• Tour – Tours to Wadi Al Arbeieen are a little harder to come by and generally a bit more expensive too. Still, joining a tour takes the stress out of finding your way to this remote location and tackling those dirt roads. Budget between 60 and 80 OMR.
  • Hiring a car – Getting to Wadi Al Arbeieen by yourself isn’t straightforward, and it’s not uncommon for tourists to get a little lost along the way. There are signposts along the way, but make sure you have a good idea where you’re going, as roads can get a little treacherous once you’re on the dirt track.
  • Hiring a chauffeur – If you want a stress-free, hassle-free trip, then hiring your own driver isn’t unheard of. This will cost upwards of 80 OMR but will allow you to stop and visit other attractions along the way.

4. Wadi Shab

Wadi Shab
I have no idea what this cowboy pose is all about, but I’m just gonna roll with it.

By now, you might be all ‘wadi-ed’ out, but just hold on a second, there’s one more that’s worth your attention; Wadi Shab, which is not too shabby (sorry, not sorry). Less than two hours from Muscat, this is a popular spot, mainly because of its eye candy. 

Once you’ve arrived at Wadi Shab, you’ll need to jump on a small boat (1 OMR) to reach the other side, which is where you can begin your hike to the wadi through the narrow canyon. The walk is considered to be moderate, with a small climb to the viewpoints of the pools.

Watch out for signs that tell you where you can and cannot swim. After an hour or so of passing through the canyon, mini waterfalls, and the like, you’ll come to the first Wadi Shab pool. Don’t stop here though, if you make your way through the pools, you’ll finally come to a cave. Venture inside the cave and a giant waterfall will appear at the end. 

Once you reach the caves, a lot of the exploration takes place in the water, so we’d recommend bringing a dry bag if you’re worried about your belongings.

  • Location – Found in the Al Sharqiyah region of Oman, Wadi Shab is around a two-hour drive outside of Muscat.
  • Cost – Free (apart from the boat ride, which will cost 1 OMR)
  • Opening hours – Boat crossings begin at 7 am and end at 5 pm.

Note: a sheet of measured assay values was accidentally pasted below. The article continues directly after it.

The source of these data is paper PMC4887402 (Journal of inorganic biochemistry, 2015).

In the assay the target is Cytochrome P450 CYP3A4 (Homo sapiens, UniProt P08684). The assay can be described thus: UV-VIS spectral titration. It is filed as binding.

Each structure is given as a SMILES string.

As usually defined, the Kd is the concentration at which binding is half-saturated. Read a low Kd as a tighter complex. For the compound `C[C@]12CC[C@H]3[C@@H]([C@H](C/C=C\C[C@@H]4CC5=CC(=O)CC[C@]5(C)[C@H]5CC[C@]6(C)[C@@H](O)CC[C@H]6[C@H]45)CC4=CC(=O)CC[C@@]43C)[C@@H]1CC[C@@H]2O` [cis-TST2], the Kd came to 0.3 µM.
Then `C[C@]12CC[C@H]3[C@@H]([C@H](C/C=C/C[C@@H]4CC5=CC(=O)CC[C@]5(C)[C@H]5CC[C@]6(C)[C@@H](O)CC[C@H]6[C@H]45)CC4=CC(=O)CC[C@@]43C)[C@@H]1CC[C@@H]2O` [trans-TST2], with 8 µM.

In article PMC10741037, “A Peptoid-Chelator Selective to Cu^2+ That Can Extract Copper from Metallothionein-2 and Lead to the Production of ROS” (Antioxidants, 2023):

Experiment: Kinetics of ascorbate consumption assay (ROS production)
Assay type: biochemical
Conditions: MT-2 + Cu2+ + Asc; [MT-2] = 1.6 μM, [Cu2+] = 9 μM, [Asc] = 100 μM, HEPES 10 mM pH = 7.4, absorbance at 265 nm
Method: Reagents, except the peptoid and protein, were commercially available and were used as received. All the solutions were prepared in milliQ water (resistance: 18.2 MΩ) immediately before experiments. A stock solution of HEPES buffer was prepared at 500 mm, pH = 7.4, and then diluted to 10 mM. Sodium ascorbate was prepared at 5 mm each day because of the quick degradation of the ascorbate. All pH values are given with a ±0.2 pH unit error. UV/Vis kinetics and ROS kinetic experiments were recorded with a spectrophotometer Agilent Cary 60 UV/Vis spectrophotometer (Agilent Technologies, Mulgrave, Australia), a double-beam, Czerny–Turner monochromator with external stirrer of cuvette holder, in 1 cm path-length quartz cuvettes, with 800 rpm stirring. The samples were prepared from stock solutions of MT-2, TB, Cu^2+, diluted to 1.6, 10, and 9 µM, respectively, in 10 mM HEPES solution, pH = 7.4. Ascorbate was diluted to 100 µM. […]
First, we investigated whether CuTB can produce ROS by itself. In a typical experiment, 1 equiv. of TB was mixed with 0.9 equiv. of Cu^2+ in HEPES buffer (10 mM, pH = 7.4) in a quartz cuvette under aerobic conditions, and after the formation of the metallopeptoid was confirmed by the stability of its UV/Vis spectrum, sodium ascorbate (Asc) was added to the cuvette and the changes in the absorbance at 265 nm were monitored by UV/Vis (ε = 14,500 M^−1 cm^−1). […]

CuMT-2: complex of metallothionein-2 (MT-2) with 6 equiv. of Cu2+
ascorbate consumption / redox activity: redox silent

• Time needed – A full day to enjoy a swim and go hiking through the gorge.

Getting there:

Know Before You Go:

  • Tour – There’s no public transport to Wadi Shab, but most people tend to join a tour or hire their own car. If you go for the tour option, it will normally be combined with a visit to the Bimmah Sinkhole too. Prices start from around 30 OMR.
  • Car rental – Driving to Wadi Shab is pretty straightforward. Head along the Muscat-Sur highway, and you’ll find the car park just off the side. Hiring a four-wheel drive for the day, the cost ranges from 30 to 360 OMR depending on your insurance coverage and the quality of the car.
  • Private tour – Sometimes a private tour can be more convenient: you can set the schedule and just see the things you want to see if this is how you’d like to explore Wadi Shab, budget around 60-80 OMR for the experience.

5. Overnight Camping With Local Bedouins in the Desert

A desert rose stands out in the Omani Desert

Bedouins are known for their nomadic lifestyle, have lived in Oman’s desert for thousands of years, and are thought to make up 5% of Oman’s population. They also make an absolute banging cuppa tea!

Traditionally, in the winter, they would set up camp in the desert, and in the summer months, they move towards the sea in search of food. However, as the world has moved on, so have the Bedouins, and many have replaced their material tents with stone-built houses and their camels with motorised vehicles. 

Still, living like a Bedouin for a few nights in an Omani desert is the perfect way to experience a slice of nomadic life. Unfortunately, there are only a few camps that still deliver the authentic experience, most are “luxury” camping trips created solely for tourists. 

Nomadic Desert Camp is considered one of the most authentic experiences a traveller can have in Oman today. While your accommodation will be on the basic side of things, you’ll experience true Bedouin generosity and hospitality during your stay. Expect Bedouin song and dance performances and a huge feast.

Know Before You Go: